5 Theorem 2 (Minimality). (i) Every LMP function has a minimal restriction. Consequently, every complete SI preorder on a convex set can be represented by a minimal LMP function. (ii) The lexical order type of a complete SI preorder on a convex set is identical to the func- tional order type of each minimal LMP function that represents it. (iii) Every total order type is the lexical order type of some complete SI preorder on a convex set. The result provides a natural link between order theory and complete SI preorders. The proof provides an explicit way of deﬁning a minimal restriction of any LMP function. Theorem 3 (Uniqueness of minimal LMP representation). Minimal LMP functions u: X → J 0 Rwo and u0 : X → J represent the same preorder on X if and only if there is an isomorphism 0 Rwo 0 J J J 0 F : Rwo → Rwo of ordered vector spaces and an element x0 of Rwo such that u = F ◦ u + x0. By analysing isomorphisms between lexicographic function spaces, we can give a more con- crete criterion. A little roughly, such an isomorphism must be given by a lower-triangular matrix J,j J with positive entries on the diagonal. For the precise statement, let Rwo = {x ∈ Rwo : x(i) = 0 for all i

F (x)(f(j)) = αjx(j) + Fj(x). We also note without proof the well known special case in which J has one element: Theorem 5. A complete SI preorder satisﬁes Ar if and only if it has an LMP representation with values in R. The other results will be proved in section 3.

2.2 General results Theorem 6. A preorder on a convex set X satisﬁes SI if and only if it has an MP representation in some preordered vector space.

To get the result in terms of PLMP representations, say that a preorder (Y, %2) extends a preorder (Y, %1) if for all x, y ∈ Y , x ∼1 y =⇒ x ∼2 y, and x 1 y =⇒ x 2 y. The passage from the complete case to the general case rests on the following proposition. It is shown in Borie (2016); we give an alternative proof, discovered independently, that avoids a detailed construction.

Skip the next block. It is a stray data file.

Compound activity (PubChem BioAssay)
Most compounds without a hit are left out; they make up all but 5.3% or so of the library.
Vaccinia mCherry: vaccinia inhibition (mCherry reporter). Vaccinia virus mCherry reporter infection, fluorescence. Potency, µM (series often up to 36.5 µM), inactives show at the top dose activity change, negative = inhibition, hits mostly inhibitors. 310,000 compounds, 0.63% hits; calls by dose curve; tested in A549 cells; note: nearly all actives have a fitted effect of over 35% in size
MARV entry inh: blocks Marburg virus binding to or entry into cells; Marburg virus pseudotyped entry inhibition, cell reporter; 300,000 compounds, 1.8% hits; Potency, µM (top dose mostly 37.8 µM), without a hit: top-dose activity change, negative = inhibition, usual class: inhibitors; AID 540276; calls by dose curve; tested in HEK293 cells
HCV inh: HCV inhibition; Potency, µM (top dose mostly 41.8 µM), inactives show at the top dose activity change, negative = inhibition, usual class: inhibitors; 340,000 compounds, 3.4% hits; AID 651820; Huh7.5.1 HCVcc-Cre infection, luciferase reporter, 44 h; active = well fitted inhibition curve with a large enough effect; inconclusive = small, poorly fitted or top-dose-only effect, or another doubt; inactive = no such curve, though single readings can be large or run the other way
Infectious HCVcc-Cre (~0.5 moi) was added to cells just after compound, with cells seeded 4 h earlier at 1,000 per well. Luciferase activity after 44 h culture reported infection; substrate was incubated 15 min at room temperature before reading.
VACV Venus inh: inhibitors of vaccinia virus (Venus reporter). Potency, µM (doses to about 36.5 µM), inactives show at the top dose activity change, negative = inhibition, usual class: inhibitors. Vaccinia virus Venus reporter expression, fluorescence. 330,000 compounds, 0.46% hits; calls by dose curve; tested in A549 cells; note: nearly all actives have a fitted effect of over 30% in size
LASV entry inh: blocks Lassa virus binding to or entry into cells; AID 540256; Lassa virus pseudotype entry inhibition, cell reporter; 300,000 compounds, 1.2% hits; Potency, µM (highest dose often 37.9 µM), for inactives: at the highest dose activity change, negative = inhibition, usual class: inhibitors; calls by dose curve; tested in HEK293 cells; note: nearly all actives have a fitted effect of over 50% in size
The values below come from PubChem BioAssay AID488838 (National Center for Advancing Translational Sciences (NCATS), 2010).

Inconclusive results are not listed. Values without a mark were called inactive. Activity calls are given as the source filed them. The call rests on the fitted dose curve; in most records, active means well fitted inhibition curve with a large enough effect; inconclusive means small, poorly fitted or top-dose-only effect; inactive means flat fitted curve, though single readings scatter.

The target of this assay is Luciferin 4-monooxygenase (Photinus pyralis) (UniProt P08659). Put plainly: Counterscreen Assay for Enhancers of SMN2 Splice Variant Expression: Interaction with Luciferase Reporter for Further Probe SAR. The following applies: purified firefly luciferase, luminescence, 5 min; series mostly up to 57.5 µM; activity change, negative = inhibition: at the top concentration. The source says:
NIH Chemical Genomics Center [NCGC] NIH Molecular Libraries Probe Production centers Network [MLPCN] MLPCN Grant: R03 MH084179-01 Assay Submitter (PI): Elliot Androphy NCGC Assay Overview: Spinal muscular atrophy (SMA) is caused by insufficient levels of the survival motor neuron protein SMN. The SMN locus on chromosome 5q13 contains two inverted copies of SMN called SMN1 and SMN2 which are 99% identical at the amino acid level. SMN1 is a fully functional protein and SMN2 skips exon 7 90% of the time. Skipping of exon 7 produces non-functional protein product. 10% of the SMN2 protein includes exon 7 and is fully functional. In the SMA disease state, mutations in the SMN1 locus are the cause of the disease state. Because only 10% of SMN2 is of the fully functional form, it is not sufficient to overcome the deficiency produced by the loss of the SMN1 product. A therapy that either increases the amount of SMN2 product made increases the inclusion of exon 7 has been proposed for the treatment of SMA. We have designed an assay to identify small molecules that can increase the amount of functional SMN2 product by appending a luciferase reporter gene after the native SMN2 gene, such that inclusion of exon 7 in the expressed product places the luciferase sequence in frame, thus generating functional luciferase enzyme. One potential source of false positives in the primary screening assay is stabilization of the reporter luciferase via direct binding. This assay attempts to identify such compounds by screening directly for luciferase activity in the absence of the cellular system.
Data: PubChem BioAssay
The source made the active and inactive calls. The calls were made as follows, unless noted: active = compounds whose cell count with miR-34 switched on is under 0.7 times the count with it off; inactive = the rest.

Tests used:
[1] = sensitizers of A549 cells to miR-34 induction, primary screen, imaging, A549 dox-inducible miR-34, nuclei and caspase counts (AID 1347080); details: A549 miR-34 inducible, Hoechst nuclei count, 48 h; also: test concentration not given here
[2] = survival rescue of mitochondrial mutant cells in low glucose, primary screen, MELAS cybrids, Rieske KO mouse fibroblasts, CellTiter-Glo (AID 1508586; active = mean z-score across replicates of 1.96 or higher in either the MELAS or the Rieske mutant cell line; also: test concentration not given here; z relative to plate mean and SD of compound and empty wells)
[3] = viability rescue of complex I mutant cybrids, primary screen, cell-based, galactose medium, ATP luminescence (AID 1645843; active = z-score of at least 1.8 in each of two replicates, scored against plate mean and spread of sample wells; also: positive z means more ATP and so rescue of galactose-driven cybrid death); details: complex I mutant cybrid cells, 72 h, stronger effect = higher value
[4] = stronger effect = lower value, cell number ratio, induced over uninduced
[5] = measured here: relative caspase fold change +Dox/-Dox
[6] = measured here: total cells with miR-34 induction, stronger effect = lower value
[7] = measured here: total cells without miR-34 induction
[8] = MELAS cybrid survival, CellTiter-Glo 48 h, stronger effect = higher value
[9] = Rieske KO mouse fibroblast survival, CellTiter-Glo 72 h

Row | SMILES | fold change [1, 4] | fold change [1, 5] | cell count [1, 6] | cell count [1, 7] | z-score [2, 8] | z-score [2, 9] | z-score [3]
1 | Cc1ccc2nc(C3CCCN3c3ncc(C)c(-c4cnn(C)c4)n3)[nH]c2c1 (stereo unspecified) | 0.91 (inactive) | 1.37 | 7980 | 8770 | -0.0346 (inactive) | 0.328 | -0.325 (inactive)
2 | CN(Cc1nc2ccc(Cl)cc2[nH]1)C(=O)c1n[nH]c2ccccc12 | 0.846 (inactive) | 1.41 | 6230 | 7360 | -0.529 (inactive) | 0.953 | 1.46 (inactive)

Proposition 7. Every SI preorder %X on a nonempty convex set X is the intersection of its com complete SI extensions. In other words, x %X y holds if and only if x %X y for every complete SI preorder extending %X . The following is our main result.

Theorem 8 (PLR representation). %X satisﬁes PLR if and only if it is strongly independent. Remark 9. It follows from Theorem 2 that, if %X satisﬁes PLR, then then PLMP representation can always be chosen ‘minimal’ in the sense that the cardinality of the index set I is as small as Ji possible, and, for each i ∈ I, the LMP function ui : X → Rwo is minimal. Alternatively, if one is not interested in minimal representations, one can choose every Ji in the family to be one and the same ordered set J. This is because there is in any case an ordered set J containing every Ji Ji J as a subset, making Rwo a subspace of Rwo.